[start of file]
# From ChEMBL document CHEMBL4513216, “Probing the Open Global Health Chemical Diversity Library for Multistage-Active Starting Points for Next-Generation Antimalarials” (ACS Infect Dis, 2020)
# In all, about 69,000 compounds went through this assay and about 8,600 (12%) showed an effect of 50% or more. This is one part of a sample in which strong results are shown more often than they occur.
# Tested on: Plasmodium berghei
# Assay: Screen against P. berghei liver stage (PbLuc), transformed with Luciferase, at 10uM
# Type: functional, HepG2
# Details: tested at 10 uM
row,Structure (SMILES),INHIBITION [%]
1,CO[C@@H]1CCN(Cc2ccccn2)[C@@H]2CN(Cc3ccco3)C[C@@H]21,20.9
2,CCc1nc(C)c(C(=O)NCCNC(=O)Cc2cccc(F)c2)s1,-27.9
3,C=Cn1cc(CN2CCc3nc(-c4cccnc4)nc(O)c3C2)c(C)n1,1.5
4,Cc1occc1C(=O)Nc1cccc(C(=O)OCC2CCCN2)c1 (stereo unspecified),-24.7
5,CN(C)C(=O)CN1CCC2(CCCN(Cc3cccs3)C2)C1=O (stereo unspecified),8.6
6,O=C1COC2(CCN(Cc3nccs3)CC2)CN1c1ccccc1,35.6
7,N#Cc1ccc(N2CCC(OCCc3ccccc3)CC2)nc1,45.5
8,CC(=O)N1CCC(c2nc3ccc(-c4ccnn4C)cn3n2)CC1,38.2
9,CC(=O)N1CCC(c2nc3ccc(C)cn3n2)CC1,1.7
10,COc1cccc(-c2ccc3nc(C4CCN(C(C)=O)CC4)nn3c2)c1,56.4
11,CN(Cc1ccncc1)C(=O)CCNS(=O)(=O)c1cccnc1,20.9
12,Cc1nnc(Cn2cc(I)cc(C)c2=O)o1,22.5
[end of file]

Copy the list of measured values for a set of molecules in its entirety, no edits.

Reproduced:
# From ChEMBL document CHEMBL4513216, “Probing the Open Global Health Chemical Diversity Library for Multistage-Active Starting Points for Next-Generation Antimalarials” (ACS Infect Dis, 2020)
# In all, about 69,000 compounds went through this assay and about 8,600 (12%) showed an effect of 50% or more. This is one part of a sample in which strong results are shown more often than they occur.
# Tested on: Plasmodium berghei
# Assay: Screen against P. berghei liver stage (PbLuc), transformed with Luciferase, at 10uM
# Type: functional, HepG2
# Details: tested at 10 uM
row,Structure (SMILES),INHIBITION [%]
1,CO[C@@H]1CCN(Cc2ccccn2)[C@@H]2CN(Cc3ccco3)C[C@@H]21,20.9
2,CCc1nc(C)c(C(=O)NCCNC(=O)Cc2cccc(F)c2)s1,-27.9
3,C=Cn1cc(CN2CCc3nc(-c4cccnc4)nc(O)c3C2)c(C)n1,1.5
4,Cc1occc1C(=O)Nc1cccc(C(=O)OCC2CCCN2)c1 (stereo unspecified),-24.7
5,CN(C)C(=O)CN1CCC2(CCCN(Cc3cccs3)C2)C1=O (stereo unspecified),8.6
6,O=C1COC2(CCN(Cc3nccs3)CC2)CN1c1ccccc1,35.6
7,N#Cc1ccc(N2CCC(OCCc3ccccc3)CC2)nc1,45.5
8,CC(=O)N1CCC(c2nc3ccc(-c4ccnn4C)cn3n2)CC1,38.2
9,CC(=O)N1CCC(c2nc3ccc(C)cn3n2)CC1,1.7
10,COc1cccc(-c2ccc3nc(C4CCN(C(C)=O)CC4)nn3c2)c1,56.4
11,CN(Cc1ccncc1)C(=O)CCNS(=O)(=O)c1cccnc1,20.9
12,Cc1nnc(Cn2cc(I)cc(C)c2=O)o1,22.5